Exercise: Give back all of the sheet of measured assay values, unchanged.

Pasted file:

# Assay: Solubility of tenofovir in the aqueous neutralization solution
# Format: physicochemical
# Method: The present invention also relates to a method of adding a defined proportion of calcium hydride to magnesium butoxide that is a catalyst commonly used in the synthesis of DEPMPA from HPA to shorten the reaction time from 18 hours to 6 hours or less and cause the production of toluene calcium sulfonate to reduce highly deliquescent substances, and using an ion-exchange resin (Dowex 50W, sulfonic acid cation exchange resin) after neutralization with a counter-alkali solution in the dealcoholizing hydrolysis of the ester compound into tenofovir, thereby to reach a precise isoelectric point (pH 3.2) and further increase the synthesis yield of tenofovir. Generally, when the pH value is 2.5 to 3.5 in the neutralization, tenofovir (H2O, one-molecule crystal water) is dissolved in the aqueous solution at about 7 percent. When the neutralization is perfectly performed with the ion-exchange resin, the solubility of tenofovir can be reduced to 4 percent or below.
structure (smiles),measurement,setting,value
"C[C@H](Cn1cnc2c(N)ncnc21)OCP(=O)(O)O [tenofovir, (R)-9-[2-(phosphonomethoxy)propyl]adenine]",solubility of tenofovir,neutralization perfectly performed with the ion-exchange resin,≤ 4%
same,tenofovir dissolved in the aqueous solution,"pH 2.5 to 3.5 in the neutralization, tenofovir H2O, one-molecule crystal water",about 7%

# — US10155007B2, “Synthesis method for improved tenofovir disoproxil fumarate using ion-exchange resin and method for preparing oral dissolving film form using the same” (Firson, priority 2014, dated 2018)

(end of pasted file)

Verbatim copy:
# Assay: Solubility of tenofovir in the aqueous neutralization solution
# Format: physicochemical
# Method: The present invention also relates to a method of adding a defined proportion of calcium hydride to magnesium butoxide that is a catalyst commonly used in the synthesis of DEPMPA from HPA to shorten the reaction time from 18 hours to 6 hours or less and cause the production of toluene calcium sulfonate to reduce highly deliquescent substances, and using an ion-exchange resin (Dowex 50W, sulfonic acid cation exchange resin) after neutralization with a counter-alkali solution in the dealcoholizing hydrolysis of the ester compound into tenofovir, thereby to reach a precise isoelectric point (pH 3.2) and further increase the synthesis yield of tenofovir. Generally, when the pH value is 2.5 to 3.5 in the neutralization, tenofovir (H2O, one-molecule crystal water) is dissolved in the aqueous solution at about 7 percent. When the neutralization is perfectly performed with the ion-exchange resin, the solubility of tenofovir can be reduced to 4 percent or below.
structure (smiles),measurement,setting,value
"C[C@H](Cn1cnc2c(N)ncnc21)OCP(=O)(O)O [tenofovir, (R)-9-[2-(phosphonomethoxy)propyl]adenine]",solubility of tenofovir,neutralization perfectly performed with the ion-exchange resin,≤ 4%
same,tenofovir dissolved in the aqueous solution,"pH 2.5 to 3.5 in the neutralization, tenofovir H2O, one-molecule crystal water",about 7%

# — US10155007B2, “Synthesis method for improved tenofovir disoproxil fumarate using ion-exchange resin and method for preparing oral dissolving film form using the same” (Firson, priority 2014, dated 2018)